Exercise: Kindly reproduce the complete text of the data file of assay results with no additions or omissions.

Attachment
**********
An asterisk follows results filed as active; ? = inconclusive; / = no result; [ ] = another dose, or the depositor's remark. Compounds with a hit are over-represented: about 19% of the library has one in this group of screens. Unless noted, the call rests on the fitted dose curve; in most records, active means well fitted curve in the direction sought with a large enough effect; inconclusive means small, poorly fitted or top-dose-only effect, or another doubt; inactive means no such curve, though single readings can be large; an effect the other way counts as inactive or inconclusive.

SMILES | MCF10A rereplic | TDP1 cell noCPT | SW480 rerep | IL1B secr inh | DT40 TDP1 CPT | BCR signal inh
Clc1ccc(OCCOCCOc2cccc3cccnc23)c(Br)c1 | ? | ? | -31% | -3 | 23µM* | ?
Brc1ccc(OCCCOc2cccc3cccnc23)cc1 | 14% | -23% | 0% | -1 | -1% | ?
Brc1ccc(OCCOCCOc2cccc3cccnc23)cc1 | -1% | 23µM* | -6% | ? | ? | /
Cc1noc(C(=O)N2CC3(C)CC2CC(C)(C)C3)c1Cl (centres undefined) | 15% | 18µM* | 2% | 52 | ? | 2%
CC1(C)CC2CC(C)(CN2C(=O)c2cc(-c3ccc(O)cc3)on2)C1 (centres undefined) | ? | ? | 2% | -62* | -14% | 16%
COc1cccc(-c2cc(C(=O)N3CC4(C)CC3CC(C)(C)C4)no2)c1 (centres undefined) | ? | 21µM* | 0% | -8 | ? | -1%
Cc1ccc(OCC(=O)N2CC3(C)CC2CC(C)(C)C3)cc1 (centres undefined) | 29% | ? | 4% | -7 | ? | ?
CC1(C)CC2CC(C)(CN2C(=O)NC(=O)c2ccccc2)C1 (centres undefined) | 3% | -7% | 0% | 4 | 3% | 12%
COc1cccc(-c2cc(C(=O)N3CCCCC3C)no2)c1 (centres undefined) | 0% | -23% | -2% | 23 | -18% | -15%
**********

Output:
An asterisk follows results filed as active; ? = inconclusive; / = no result; [ ] = another dose, or the depositor's remark. Compounds with a hit are over-represented: about 19% of the library has one in this group of screens. Unless noted, the call rests on the fitted dose curve; in most records, active means well fitted curve in the direction sought with a large enough effect; inconclusive means small, poorly fitted or top-dose-only effect, or another doubt; inactive means no such curve, though single readings can be large; an effect the other way counts as inactive or inconclusive.

SMILES | MCF10A rereplic | TDP1 cell noCPT | SW480 rerep | IL1B secr inh | DT40 TDP1 CPT | BCR signal inh
Clc1ccc(OCCOCCOc2cccc3cccnc23)c(Br)c1 | ? | ? | -31% | -3 | 23µM* | ?
Brc1ccc(OCCCOc2cccc3cccnc23)cc1 | 14% | -23% | 0% | -1 | -1% | ?
Brc1ccc(OCCOCCOc2cccc3cccnc23)cc1 | -1% | 23µM* | -6% | ? | ? | /
Cc1noc(C(=O)N2CC3(C)CC2CC(C)(C)C3)c1Cl (centres undefined) | 15% | 18µM* | 2% | 52 | ? | 2%
CC1(C)CC2CC(C)(CN2C(=O)c2cc(-c3ccc(O)cc3)on2)C1 (centres undefined) | ? | ? | 2% | -62* | -14% | 16%
COc1cccc(-c2cc(C(=O)N3CC4(C)CC3CC(C)(C)C4)no2)c1 (centres undefined) | ? | 21µM* | 0% | -8 | ? | -1%
Cc1ccc(OCC(=O)N2CC3(C)CC2CC(C)(C)C3)cc1 (centres undefined) | 29% | ? | 4% | -7 | ? | ?
CC1(C)CC2CC(C)(CN2C(=O)NC(=O)c2ccccc2)C1 (centres undefined) | 3% | -7% | 0% | 4 | 3% | 12%
COc1cccc(-c2cc(C(=O)N3CCCCC3C)no2)c1 (centres undefined) | 0% | -23% | -2% | 23 | -18% | -15%